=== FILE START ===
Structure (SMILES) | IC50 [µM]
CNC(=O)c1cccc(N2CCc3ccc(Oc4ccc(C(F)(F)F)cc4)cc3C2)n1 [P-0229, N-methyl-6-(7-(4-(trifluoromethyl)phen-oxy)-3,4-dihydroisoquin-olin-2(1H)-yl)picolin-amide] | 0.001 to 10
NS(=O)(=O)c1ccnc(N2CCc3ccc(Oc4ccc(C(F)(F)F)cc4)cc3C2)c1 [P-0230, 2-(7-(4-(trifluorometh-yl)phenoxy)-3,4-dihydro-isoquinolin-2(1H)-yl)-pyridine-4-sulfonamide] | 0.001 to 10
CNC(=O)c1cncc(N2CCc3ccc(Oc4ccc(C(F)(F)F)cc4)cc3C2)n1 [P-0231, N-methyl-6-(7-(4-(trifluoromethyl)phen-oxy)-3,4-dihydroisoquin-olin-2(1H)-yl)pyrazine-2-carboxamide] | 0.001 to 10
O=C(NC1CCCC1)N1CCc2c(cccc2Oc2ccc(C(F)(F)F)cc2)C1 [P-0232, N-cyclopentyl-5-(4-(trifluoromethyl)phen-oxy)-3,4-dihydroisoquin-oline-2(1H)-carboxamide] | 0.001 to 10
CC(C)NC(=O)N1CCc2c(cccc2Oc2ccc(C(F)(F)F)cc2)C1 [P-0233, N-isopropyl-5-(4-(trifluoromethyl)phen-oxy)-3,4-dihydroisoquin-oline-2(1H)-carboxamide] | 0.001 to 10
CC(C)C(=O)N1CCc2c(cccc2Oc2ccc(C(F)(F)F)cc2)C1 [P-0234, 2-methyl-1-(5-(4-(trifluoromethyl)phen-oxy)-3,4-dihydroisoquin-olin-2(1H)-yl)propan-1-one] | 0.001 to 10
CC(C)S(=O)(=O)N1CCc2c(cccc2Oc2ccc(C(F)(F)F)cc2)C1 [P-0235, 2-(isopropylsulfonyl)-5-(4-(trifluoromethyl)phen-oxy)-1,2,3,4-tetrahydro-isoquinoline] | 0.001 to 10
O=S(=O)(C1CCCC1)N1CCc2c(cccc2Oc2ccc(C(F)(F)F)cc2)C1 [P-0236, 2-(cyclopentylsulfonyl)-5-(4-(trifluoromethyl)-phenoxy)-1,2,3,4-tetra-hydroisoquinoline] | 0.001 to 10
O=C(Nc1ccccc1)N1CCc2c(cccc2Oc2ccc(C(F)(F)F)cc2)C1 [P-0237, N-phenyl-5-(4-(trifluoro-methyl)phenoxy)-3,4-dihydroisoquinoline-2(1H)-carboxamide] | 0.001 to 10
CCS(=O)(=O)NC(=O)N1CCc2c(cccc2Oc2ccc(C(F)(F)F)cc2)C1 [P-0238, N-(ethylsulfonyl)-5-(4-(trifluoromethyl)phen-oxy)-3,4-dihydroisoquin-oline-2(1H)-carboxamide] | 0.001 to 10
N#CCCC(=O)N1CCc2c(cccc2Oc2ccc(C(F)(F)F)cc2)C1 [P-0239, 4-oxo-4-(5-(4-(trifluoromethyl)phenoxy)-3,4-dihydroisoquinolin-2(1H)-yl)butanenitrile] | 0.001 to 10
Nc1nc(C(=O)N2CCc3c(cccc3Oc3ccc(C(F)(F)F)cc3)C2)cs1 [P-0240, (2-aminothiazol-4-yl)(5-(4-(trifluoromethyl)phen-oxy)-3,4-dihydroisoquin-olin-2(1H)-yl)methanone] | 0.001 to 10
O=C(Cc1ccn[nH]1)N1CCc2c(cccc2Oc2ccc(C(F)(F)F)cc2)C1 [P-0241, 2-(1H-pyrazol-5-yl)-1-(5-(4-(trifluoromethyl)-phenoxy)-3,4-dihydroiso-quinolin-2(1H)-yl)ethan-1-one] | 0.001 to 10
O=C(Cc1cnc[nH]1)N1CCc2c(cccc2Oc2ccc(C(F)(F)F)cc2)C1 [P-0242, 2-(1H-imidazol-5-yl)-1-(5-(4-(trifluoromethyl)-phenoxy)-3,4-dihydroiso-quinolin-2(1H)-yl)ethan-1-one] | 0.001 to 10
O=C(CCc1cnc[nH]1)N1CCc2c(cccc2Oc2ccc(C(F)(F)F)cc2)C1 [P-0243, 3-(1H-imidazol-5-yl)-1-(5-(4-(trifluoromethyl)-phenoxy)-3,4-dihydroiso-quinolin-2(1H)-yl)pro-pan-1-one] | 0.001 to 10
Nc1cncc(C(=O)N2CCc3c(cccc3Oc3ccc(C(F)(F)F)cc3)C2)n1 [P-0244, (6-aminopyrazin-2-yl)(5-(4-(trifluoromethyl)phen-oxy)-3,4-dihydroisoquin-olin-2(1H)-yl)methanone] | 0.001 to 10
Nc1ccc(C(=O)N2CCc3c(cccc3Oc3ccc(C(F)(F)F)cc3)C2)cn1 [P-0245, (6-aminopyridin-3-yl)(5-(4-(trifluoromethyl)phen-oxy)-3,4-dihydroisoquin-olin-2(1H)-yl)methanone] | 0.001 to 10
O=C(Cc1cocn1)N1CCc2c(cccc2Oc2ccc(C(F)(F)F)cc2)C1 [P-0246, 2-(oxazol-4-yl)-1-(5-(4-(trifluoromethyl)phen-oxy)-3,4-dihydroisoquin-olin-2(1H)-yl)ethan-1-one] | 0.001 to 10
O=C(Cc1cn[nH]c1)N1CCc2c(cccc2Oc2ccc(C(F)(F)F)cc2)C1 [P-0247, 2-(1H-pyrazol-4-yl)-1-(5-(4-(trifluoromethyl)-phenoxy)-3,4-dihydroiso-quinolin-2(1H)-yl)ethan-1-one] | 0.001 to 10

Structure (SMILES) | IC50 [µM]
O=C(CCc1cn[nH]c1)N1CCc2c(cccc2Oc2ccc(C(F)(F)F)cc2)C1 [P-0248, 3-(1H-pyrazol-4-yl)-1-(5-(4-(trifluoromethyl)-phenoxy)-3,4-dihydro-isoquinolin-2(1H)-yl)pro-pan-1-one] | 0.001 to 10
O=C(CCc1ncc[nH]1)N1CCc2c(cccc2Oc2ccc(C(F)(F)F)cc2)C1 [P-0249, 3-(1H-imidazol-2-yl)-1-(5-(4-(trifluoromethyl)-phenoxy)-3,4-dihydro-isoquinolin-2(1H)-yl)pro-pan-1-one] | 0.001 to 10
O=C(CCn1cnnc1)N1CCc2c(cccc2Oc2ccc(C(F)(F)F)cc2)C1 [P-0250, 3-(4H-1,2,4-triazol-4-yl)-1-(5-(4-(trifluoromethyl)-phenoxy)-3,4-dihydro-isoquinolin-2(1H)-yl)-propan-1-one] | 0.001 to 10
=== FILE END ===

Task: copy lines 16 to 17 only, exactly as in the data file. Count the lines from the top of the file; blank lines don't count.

O=C(CCc1cnc[nH]1)N1CCc2c(cccc2Oc2ccc(C(F)(F)F)cc2)C1 [P-0243, 3-(1H-imidazol-5-yl)-1-(5-(4-(trifluoromethyl)-phenoxy)-3,4-dihydroiso-quinolin-2(1H)-yl)pro-pan-1-one] | 0.001 to 10
Nc1cncc(C(=O)N2CCc3c(cccc3Oc3ccc(C(F)(F)F)cc3)C2)n1 [P-0244, (6-aminopyrazin-2-yl)(5-(4-(trifluoromethyl)phen-oxy)-3,4-dihydroisoquin-olin-2(1H)-yl)methanone] | 0.001 to 10